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Mechatronics vs. EE

  1. Aug 17, 2011 #1
    I'm trying to decide between EE or a Mechatronics program. I have not done tons of research, but my impression is that with Mechatronics there is more focus on "higher level" engineering stuff, like maybe less of the really challenging nitty gritty EE stuff and more microcontroller programming, servo motor stuff, and a focus on robotics. If this is correct, my only worry is that in the end I'll regret not pushing myself to tackle the harder stuff (i.e. harder math etc...) of an EE degree that might be useful at some point.

    So there's the rub - I hear there are lots of jobs out there for folks who can program microcontrollers, but I feel up to the challenge of the math and want to know what are the advantages of each path. Can anyone shed light on what is unique about Mechatronics, what it lacks, what are its strengths, and how it differs from EE? I'm a very multidisciplinary person (I like statics, machines, chemistry, programming) and I'm trying to find a challenging major with good prospects for employment. Thanks.
  2. jcsd
  3. Aug 18, 2011 #2
    I'm not sure how many schools out there actually have a Mechatronics program; I know of a couple in CA. Can anyone give an idea of what kind of work someone with a Mechatronics background does????
  4. Aug 18, 2011 #3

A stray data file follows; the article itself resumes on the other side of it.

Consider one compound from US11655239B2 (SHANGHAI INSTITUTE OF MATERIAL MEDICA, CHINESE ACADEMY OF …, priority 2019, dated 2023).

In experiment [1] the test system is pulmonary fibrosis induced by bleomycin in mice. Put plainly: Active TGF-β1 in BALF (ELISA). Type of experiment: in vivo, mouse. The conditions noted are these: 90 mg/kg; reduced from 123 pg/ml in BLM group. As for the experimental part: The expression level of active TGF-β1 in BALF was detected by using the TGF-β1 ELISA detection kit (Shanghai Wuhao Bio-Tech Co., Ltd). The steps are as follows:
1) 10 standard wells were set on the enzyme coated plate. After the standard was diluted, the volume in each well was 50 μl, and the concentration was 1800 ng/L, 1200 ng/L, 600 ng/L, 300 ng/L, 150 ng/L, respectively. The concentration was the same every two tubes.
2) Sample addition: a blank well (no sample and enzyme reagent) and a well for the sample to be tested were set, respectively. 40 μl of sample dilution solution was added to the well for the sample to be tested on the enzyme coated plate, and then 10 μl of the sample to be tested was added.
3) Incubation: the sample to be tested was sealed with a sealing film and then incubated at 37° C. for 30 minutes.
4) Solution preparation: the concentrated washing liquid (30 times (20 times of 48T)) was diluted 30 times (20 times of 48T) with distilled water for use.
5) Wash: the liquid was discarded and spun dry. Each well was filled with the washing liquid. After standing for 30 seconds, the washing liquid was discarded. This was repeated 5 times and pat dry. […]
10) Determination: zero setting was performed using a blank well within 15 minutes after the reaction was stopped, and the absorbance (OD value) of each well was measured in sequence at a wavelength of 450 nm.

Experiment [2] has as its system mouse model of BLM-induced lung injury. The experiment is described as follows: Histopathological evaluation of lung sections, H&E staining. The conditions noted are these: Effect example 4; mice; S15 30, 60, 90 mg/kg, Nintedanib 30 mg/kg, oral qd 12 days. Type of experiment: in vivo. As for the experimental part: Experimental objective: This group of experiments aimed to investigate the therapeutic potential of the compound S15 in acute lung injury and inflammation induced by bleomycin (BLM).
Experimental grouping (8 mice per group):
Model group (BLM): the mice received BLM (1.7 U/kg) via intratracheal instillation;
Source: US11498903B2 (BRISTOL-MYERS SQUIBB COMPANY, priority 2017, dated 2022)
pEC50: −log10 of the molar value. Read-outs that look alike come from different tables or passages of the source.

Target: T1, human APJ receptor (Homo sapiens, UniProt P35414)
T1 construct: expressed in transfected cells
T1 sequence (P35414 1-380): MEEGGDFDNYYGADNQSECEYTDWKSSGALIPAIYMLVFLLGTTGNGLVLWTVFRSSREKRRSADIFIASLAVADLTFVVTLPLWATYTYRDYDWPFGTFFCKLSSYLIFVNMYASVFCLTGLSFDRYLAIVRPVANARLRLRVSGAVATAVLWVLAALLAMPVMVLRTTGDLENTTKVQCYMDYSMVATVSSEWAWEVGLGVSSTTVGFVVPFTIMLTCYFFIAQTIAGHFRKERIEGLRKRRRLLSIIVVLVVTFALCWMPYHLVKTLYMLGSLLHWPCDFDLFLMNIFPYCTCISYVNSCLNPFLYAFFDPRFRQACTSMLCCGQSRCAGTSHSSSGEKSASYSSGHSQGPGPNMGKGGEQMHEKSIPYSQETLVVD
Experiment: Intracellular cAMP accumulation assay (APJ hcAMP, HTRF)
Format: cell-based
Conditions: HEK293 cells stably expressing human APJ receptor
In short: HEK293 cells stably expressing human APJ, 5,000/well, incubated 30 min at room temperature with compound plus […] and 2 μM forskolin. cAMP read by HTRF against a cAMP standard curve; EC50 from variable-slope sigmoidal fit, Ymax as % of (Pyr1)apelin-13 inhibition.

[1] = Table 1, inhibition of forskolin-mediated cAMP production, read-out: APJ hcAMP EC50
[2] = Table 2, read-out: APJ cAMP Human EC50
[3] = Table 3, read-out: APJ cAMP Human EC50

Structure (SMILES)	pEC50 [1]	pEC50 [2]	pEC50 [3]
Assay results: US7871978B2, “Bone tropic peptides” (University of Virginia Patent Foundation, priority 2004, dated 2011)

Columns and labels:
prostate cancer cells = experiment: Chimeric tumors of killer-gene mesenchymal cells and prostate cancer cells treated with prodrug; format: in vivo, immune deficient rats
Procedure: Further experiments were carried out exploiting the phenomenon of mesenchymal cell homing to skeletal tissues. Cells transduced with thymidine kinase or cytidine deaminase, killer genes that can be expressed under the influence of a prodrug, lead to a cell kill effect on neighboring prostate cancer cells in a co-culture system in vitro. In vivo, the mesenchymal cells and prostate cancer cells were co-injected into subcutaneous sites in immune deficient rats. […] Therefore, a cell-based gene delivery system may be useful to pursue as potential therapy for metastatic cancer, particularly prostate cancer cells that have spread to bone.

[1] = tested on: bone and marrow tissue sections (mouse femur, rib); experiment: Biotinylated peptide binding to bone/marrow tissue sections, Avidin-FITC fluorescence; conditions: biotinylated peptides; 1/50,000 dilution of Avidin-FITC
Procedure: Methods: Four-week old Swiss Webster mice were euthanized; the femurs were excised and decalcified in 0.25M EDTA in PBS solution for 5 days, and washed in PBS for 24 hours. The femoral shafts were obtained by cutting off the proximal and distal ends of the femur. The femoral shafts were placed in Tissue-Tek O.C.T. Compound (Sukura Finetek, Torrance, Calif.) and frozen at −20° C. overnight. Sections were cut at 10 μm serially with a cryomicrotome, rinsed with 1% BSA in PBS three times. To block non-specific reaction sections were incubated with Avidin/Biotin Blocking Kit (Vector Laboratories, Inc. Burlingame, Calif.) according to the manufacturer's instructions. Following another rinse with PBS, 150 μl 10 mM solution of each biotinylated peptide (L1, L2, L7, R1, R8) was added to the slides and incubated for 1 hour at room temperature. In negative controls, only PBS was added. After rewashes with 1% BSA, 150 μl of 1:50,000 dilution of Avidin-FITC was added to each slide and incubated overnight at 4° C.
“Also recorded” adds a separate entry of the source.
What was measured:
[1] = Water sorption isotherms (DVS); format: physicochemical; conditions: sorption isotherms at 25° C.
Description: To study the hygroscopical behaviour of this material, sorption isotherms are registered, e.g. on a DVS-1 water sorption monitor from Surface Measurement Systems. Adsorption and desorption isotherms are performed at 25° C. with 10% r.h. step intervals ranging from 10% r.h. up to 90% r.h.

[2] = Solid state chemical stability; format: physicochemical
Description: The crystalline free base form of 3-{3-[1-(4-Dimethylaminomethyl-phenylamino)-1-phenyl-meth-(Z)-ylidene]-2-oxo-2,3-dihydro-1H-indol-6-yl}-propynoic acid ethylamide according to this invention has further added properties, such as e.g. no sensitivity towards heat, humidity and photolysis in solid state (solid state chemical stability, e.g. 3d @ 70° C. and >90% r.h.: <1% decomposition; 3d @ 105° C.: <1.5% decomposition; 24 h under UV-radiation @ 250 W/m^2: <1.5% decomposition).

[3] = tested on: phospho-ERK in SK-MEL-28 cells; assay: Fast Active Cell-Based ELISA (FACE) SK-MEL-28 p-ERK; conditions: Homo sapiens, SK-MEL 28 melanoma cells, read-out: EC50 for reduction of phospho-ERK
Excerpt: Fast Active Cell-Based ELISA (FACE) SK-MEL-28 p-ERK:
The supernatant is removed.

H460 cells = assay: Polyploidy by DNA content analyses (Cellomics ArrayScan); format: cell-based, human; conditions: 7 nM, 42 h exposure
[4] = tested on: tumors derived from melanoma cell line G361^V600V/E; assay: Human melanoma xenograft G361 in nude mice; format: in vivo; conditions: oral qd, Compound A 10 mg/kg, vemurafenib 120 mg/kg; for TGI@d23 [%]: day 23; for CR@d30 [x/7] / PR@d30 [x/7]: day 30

Mechatronics is the combination of Mechanical engineering, Electronic engineering, Computer engineering, Software engineering, Control engineering, and Systems Design engineering in order to design, and manufacture useful products[1][2]. Mechatronics is a multidisciplinary field of engineering, that is to say it rejects splitting engineering into separate disciplines. Originally, mechatronics just included the combination between mechanics and electronics, hence the word is only a portmanteau of mechanics and electronics. However, as technical systems has become more and more complex the word has been "updated" during recent years to include more technical areas.
    French standard NF E 01-010 gives the following definition: “approach aiming at the synergistic integration of mechanics, electronics, control theory, and computer science within product design and manufacturing, in order to improve and/or optimize its functionality".

    I'm personally thinking of specializing in Mechatronics from Mechanical. It seems very interesting IMO.
  5. Aug 18, 2011 #4
    That's a pretty great description of the major. My favorite part is "it rejects splitting engineering into separate disciplines"

    What schools in the US have mechatronics programs? All I know of is San Jose State in CA.
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